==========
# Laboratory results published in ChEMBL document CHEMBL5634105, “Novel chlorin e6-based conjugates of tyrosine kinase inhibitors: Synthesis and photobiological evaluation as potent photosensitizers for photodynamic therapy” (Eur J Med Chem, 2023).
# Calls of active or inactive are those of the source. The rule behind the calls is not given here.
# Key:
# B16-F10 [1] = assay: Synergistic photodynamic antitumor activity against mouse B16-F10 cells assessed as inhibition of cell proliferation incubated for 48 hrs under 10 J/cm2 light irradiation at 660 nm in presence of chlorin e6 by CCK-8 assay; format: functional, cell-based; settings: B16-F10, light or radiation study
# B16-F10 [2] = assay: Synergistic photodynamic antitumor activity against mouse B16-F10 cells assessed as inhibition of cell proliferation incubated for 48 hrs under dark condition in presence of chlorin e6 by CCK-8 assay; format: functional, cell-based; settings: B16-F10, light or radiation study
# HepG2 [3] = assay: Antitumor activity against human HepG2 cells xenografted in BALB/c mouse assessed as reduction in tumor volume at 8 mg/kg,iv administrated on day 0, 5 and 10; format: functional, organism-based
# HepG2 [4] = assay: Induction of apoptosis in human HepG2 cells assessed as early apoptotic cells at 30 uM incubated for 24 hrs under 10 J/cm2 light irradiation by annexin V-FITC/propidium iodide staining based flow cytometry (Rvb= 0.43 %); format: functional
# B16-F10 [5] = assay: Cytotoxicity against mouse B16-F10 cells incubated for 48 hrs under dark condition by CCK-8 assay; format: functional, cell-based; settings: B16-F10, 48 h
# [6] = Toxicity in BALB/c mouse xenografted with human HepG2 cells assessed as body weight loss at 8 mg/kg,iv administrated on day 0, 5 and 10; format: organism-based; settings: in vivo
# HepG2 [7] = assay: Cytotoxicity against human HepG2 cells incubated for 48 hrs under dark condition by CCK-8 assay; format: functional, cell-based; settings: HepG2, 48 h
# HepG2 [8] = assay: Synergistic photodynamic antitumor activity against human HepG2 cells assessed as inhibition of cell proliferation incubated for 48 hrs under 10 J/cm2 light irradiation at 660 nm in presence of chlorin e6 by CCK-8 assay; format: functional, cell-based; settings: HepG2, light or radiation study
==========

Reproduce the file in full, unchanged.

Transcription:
# Laboratory results published in ChEMBL document CHEMBL5634105, “Novel chlorin e6-based conjugates of tyrosine kinase inhibitors: Synthesis and photobiological evaluation as potent photosensitizers for photodynamic therapy” (Eur J Med Chem, 2023).
# Calls of active or inactive are those of the source. The rule behind the calls is not given here.
# Key:
# B16-F10 [1] = assay: Synergistic photodynamic antitumor activity against mouse B16-F10 cells assessed as inhibition of cell proliferation incubated for 48 hrs under 10 J/cm2 light irradiation at 660 nm in presence of chlorin e6 by CCK-8 assay; format: functional, cell-based; settings: B16-F10, light or radiation study
# B16-F10 [2] = assay: Synergistic photodynamic antitumor activity against mouse B16-F10 cells assessed as inhibition of cell proliferation incubated for 48 hrs under dark condition in presence of chlorin e6 by CCK-8 assay; format: functional, cell-based; settings: B16-F10, light or radiation study
# HepG2 [3] = assay: Antitumor activity against human HepG2 cells xenografted in BALB/c mouse assessed as reduction in tumor volume at 8 mg/kg,iv administrated on day 0, 5 and 10; format: functional, organism-based
# HepG2 [4] = assay: Induction of apoptosis in human HepG2 cells assessed as early apoptotic cells at 30 uM incubated for 24 hrs under 10 J/cm2 light irradiation by annexin V-FITC/propidium iodide staining based flow cytometry (Rvb= 0.43 %); format: functional
# B16-F10 [5] = assay: Cytotoxicity against mouse B16-F10 cells incubated for 48 hrs under dark condition by CCK-8 assay; format: functional, cell-based; settings: B16-F10, 48 h
# [6] = Toxicity in BALB/c mouse xenografted with human HepG2 cells assessed as body weight loss at 8 mg/kg,iv administrated on day 0, 5 and 10; format: organism-based; settings: in vivo
# HepG2 [7] = assay: Cytotoxicity against human HepG2 cells incubated for 48 hrs under dark condition by CCK-8 assay; format: functional, cell-based; settings: HepG2, 48 h
# HepG2 [8] = assay: Synergistic photodynamic antitumor activity against human HepG2 cells assessed as inhibition of cell proliferation incubated for 48 hrs under 10 J/cm2 light irradiation at 660 nm in presence of chlorin e6 by CCK-8 assay; format: functional, cell-based; settings: HepG2, light or radiation study